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State Submerged Resources > Ohio


One of the Great Lakes states, Ohio has 312 miles of shoreline along Lake Erie. Some of the state's major rivers include the Cuyahoga, the Miami, the Ohio, and the Sandusky rivers. A little over 8% of the state (3,875 square miles) is covered by water.

What is Ohio's maritime heritage?

Ohio's waters in Lake Erie, along with its rivers, have long been used for transportation whether by dugout canoe, flatboat, schooner, steamboat, or freighter. The city of Cleveland, founded in 1796 on the Lake Erie shore at the mouth of the Cuyahoga River, became and remains one of the largest ports in the Great Lakes for bulk freight shipping. The city of Marietta, founded in 1788 at the confluence of the Muskingum and Ohio rivers, became a center for building riverboats that is remembered today at the Ohio River Museum.

In addition to the state's natural waterways, a network of canals extending over 810 miles was created and operated during the first half of the 19th century. The Ohio and Erie Canal connected Cleveland to Portsmouth and the Miami and Erie Canal linked Cincinnati to Toledo. This heritage is preserved at Lockington Locks, the Piqua Historical Area State Memorial, and the Ohio and Erie National Heritage Canalway.

What sites are underwater?

The Ringler dugout canoe, discovered in Ohio's Savannah Lake, is one of the oldest watercraft found in North America. The canoe was made more than 3,800 years ago using stone tools and fire to hollow out the 22-foot log. Stored at the Cleveland Museum of Natural History, it is too fragile to display but a cast replica is on exhibition.

More than 2,000 ships have been lost on Lake Erie, perhaps 600 in the waters of Ohio. Information and photographs on 28 of the 277 known wrecks in Lake Erie is provided on the Ohio Sea Grant's website, Shipwrecks and Maritime Tales of the Lake Erie Coastal Ohio Trail.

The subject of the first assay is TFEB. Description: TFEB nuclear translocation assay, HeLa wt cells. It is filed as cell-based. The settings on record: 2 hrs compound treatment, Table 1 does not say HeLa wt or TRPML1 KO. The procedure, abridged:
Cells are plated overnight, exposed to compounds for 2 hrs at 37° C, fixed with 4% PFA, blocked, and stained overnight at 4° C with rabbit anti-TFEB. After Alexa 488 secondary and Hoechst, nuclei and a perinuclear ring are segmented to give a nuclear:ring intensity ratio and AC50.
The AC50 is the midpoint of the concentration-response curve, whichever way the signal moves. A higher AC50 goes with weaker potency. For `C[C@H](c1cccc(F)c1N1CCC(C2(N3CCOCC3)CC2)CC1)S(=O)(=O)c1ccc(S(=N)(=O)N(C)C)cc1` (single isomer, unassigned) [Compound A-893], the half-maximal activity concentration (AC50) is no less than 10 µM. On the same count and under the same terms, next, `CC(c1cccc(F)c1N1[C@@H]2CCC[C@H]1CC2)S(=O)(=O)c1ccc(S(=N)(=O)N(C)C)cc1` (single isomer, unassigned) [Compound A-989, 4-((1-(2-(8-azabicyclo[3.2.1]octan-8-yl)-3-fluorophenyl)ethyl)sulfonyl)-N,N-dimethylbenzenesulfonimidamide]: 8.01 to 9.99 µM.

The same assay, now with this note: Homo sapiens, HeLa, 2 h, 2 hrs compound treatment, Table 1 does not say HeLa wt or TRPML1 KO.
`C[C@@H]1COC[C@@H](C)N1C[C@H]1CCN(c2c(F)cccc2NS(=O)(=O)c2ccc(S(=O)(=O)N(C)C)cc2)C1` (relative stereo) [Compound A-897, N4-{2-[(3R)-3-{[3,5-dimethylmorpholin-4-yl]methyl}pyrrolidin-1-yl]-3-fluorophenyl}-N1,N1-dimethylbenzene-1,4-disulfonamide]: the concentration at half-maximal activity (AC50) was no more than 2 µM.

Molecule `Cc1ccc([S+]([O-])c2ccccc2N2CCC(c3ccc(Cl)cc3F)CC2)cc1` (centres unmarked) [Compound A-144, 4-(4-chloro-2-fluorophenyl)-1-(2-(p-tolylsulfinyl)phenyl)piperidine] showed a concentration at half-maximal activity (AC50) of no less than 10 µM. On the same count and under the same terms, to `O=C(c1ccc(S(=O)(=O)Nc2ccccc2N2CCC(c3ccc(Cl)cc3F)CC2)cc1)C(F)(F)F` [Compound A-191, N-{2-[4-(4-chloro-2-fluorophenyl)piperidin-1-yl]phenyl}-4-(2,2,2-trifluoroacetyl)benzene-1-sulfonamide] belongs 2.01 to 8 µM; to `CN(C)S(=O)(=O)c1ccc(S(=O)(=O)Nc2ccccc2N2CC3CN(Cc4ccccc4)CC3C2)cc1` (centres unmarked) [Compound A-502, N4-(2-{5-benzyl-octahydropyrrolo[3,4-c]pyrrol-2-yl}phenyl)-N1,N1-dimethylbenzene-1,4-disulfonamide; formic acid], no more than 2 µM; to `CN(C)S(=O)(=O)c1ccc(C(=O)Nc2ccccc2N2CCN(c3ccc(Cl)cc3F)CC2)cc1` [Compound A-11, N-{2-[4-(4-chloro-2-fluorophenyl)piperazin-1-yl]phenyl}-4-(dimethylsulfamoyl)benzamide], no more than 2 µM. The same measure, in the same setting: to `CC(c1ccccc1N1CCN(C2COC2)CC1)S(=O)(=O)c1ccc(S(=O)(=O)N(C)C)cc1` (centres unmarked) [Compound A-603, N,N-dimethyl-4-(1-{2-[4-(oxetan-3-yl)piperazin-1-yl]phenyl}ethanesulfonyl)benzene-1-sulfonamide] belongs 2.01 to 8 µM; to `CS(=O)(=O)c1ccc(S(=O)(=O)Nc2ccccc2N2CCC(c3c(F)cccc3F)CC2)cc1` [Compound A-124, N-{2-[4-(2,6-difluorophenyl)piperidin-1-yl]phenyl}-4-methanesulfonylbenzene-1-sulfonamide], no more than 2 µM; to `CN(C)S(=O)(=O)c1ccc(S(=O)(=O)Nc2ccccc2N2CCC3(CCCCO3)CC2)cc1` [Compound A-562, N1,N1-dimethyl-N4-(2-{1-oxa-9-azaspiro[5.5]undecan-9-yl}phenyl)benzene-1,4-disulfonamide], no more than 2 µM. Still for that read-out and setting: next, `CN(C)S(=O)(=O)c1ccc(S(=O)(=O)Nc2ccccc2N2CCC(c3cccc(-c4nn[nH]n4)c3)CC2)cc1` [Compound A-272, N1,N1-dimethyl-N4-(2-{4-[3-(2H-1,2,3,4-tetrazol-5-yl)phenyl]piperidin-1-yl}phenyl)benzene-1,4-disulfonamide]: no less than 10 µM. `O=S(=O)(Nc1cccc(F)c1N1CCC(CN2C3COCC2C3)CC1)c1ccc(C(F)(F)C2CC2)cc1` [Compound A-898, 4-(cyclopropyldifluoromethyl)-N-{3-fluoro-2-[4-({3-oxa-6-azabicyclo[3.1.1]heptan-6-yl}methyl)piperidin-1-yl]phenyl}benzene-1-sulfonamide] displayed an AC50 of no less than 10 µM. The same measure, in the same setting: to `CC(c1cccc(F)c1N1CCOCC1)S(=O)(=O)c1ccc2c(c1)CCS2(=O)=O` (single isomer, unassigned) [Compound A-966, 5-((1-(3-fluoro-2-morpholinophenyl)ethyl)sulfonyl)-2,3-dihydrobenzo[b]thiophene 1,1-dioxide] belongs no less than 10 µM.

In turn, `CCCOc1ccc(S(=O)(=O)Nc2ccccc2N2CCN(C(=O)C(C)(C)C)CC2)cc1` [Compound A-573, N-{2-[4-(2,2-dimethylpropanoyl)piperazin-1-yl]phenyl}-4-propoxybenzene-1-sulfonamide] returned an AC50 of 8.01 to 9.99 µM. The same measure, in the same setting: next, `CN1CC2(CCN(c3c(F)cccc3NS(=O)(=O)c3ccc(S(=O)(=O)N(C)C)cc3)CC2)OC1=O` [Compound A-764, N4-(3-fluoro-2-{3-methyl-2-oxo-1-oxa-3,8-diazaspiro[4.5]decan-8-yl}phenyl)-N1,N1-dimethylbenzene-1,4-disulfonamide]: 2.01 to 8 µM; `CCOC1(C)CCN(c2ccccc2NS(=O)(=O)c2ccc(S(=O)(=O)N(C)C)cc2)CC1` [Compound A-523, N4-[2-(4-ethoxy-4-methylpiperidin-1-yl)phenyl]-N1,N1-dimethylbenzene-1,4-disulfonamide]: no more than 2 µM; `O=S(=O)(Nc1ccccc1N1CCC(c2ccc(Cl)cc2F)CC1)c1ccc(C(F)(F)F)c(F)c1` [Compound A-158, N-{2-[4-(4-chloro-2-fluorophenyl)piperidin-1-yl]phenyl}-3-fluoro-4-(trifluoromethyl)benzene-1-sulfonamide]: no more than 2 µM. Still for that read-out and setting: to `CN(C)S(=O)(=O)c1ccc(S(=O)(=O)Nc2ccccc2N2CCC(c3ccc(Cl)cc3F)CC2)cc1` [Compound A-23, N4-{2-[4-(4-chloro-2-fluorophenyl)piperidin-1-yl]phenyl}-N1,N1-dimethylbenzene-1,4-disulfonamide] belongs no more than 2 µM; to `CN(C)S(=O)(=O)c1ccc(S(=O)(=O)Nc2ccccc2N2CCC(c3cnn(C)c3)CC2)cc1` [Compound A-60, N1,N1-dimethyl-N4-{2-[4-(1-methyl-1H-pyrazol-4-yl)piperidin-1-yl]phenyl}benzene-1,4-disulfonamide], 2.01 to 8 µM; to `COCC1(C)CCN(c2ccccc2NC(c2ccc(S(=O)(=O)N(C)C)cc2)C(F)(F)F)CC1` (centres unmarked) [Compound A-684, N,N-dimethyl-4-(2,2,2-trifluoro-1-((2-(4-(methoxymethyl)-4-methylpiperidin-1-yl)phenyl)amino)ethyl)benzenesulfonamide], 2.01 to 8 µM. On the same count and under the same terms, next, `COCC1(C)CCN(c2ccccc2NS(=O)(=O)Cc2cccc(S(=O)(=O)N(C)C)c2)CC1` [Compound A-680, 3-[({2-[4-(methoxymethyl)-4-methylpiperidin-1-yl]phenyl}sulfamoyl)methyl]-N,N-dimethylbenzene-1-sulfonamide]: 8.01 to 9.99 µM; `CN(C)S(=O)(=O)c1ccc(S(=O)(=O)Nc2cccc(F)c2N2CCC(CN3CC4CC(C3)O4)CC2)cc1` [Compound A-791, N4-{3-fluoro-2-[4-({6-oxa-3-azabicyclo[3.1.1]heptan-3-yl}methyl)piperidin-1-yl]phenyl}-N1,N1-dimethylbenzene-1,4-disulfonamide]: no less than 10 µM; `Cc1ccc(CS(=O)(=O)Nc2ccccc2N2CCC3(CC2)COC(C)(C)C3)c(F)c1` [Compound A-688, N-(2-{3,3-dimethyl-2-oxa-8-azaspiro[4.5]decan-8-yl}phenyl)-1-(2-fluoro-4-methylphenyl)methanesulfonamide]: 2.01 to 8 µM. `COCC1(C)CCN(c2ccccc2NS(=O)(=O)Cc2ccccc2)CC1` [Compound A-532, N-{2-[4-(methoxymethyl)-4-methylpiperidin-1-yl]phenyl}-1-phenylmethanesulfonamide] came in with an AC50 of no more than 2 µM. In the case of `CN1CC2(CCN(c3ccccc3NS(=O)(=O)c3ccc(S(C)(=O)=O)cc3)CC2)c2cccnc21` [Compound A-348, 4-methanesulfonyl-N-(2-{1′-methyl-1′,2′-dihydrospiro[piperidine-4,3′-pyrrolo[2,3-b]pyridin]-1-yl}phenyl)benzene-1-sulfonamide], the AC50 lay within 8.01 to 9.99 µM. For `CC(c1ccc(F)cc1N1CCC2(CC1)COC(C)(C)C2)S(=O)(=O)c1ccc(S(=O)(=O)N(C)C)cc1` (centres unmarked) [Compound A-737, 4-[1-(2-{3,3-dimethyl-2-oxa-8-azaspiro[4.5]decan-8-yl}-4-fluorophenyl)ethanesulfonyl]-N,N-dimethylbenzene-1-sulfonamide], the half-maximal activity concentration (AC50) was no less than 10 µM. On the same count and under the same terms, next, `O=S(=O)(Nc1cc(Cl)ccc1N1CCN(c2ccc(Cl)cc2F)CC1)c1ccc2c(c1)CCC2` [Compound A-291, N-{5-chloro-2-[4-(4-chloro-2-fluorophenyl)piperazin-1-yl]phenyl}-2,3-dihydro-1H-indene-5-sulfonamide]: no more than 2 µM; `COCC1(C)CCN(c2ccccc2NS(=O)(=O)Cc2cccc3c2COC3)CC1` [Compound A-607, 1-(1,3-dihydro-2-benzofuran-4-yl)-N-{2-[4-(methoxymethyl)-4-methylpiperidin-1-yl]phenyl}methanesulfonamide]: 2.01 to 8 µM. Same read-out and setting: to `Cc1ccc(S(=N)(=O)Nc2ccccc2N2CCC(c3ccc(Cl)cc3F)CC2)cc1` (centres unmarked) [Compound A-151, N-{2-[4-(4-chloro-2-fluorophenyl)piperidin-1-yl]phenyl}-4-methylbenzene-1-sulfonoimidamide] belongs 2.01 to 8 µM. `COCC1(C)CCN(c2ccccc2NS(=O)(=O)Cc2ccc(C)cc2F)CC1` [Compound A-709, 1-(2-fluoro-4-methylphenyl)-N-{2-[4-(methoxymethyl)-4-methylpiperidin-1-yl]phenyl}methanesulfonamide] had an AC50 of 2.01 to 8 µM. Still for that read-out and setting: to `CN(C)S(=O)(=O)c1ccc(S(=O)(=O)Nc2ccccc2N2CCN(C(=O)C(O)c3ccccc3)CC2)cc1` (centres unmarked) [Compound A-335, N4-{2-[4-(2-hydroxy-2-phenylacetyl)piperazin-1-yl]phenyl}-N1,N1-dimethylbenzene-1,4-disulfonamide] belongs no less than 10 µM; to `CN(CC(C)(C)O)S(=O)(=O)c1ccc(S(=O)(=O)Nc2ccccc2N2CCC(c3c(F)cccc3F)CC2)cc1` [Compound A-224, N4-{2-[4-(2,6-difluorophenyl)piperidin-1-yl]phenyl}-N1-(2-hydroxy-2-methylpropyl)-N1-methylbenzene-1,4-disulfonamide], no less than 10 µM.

The side-wheel steamer Anthony Wayne is one such ship. Built in 1837 to carry cargo and passengers, it was one of the earliest steamers to ply Lake Erie. The ship was lost in 1850 after two of its boilers exploded with much loss of life. Discovered in 2006 off the coast of Vermilion, researchers have begun studying and documenting the shipwreck.

Who takes care of Ohio's underwater archeological sites?

Created to promote knowledge of history and archeology, especially of Ohio, the Ohio Historical Society maintains an inventory of the state's archeological sites including submerged sites. The Ohio Department of Natural Resources is responsible for developing and implementing the state's coastal management program. Abandoned submerged property in Ohio's waters of Lake Erie belongs to the state and the two agencies work together to advance the preservation and protection of abandoned submerged property of historical and archeological importance for the benefit of the public. The state works with volunteer groups like the Maritime Archaeological Survey Team whose mission is dedicated to "preserving Great Lakes history one shipwreck at a time."

What permits do I need to study shipwrecks?

You need a permit from the Ohio Historical Society and permission of the relevant state agency to conduct archeological studies on state property. In the case of abandoned submerged property located on, in or in the immediate vicinity of and associated with a submerged watercraft or aircraft in Lake Erie, you must obtain a permit from the Department of Natural Resources and have approval from the Ohio Historical Society.

What laws concern underwater archeology in Ohio?

The laws governing the state coastal management program, including permitting for submerged watercraft and aircraft, are codified in 1506.1, et seq., of the Ohio Revised Code. Laws covering the programs of the Ohio Historical Society are in 149.30, et seq., of the Code. Regulations relating to the respective programs are in the Ohio Administrative Code in 1501 and 149.

Related Websites:

Cleveland Underwater Explorers
Great Lakes Historical Society and Peachman Lake Erie Shipwreck Research Center
Ohio and Erie Canal National Heritage Corridor Travel Itinerary
Ohio Maritime Archaeological Survey Team